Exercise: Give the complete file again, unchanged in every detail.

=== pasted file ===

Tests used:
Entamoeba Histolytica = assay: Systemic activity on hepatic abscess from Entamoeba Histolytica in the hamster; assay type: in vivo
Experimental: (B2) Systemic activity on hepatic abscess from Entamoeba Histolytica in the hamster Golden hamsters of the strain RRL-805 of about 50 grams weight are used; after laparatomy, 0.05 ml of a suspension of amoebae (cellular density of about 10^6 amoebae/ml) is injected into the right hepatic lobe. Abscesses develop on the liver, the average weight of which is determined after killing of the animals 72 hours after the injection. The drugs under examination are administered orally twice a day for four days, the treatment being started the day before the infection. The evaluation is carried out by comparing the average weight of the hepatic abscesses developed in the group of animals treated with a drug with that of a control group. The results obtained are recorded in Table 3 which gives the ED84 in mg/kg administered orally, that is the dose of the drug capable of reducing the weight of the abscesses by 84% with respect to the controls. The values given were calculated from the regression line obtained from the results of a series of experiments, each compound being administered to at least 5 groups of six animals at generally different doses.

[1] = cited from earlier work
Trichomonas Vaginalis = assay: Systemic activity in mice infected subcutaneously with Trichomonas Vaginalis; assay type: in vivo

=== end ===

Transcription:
Tests used:
Entamoeba Histolytica = assay: Systemic activity on hepatic abscess from Entamoeba Histolytica in the hamster; assay type: in vivo
Experimental: (B2) Systemic activity on hepatic abscess from Entamoeba Histolytica in the hamster Golden hamsters of the strain RRL-805 of about 50 grams weight are used; after laparatomy, 0.05 ml of a suspension of amoebae (cellular density of about 10^6 amoebae/ml) is injected into the right hepatic lobe. Abscesses develop on the liver, the average weight of which is determined after killing of the animals 72 hours after the injection. The drugs under examination are administered orally twice a day for four days, the treatment being started the day before the infection. The evaluation is carried out by comparing the average weight of the hepatic abscesses developed in the group of animals treated with a drug with that of a control group. The results obtained are recorded in Table 3 which gives the ED84 in mg/kg administered orally, that is the dose of the drug capable of reducing the weight of the abscesses by 84% with respect to the controls. The values given were calculated from the regression line obtained from the results of a series of experiments, each compound being administered to at least 5 groups of six animals at generally different doses.

[1] = cited from earlier work
Trichomonas Vaginalis = assay: Systemic activity in mice infected subcutaneously with Trichomonas Vaginalis; assay type: in vivo